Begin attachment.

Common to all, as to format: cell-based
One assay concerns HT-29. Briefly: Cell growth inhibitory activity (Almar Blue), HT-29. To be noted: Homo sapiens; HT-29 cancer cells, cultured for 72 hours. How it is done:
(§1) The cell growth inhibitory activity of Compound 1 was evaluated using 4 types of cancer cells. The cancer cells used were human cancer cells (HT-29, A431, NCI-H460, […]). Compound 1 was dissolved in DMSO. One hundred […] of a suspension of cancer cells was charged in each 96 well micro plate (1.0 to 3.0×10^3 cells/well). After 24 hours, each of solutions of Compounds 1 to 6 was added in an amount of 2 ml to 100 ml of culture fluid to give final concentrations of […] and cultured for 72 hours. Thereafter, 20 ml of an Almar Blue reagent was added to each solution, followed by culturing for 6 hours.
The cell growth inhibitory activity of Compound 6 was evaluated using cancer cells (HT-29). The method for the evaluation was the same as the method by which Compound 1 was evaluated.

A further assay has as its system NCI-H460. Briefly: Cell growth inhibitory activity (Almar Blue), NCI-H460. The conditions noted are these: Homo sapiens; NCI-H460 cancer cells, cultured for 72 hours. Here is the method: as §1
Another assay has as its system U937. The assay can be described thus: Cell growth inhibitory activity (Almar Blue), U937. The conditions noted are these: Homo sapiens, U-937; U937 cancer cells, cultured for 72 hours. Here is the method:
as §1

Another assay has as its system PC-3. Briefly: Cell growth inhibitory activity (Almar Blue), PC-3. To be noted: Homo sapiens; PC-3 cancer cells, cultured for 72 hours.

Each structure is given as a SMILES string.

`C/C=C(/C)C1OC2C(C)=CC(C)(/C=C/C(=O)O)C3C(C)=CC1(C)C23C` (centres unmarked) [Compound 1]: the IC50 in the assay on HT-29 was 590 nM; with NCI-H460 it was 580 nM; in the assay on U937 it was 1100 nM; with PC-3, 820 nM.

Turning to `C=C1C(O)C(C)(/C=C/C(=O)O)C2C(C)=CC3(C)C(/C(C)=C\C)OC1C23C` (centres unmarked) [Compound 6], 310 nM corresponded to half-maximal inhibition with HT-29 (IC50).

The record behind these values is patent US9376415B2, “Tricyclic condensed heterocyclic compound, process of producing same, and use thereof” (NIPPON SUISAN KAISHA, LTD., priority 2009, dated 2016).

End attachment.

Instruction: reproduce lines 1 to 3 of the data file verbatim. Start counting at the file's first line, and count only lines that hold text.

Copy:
Common to all, as to format: cell-based
One assay concerns HT-29. Briefly: Cell growth inhibitory activity (Almar Blue), HT-29. To be noted: Homo sapiens; HT-29 cancer cells, cultured for 72 hours. How it is done:
(§1) The cell growth inhibitory activity of Compound 1 was evaluated using 4 types of cancer cells. The cancer cells used were human cancer cells (HT-29, A431, NCI-H460, […]). Compound 1 was dissolved in DMSO. One hundred […] of a suspension of cancer cells was charged in each 96 well micro plate (1.0 to 3.0×10^3 cells/well). After 24 hours, each of solutions of Compounds 1 to 6 was added in an amount of 2 ml to 100 ml of culture fluid to give final concentrations of […] and cultured for 72 hours. Thereafter, 20 ml of an Almar Blue reagent was added to each solution, followed by culturing for 6 hours.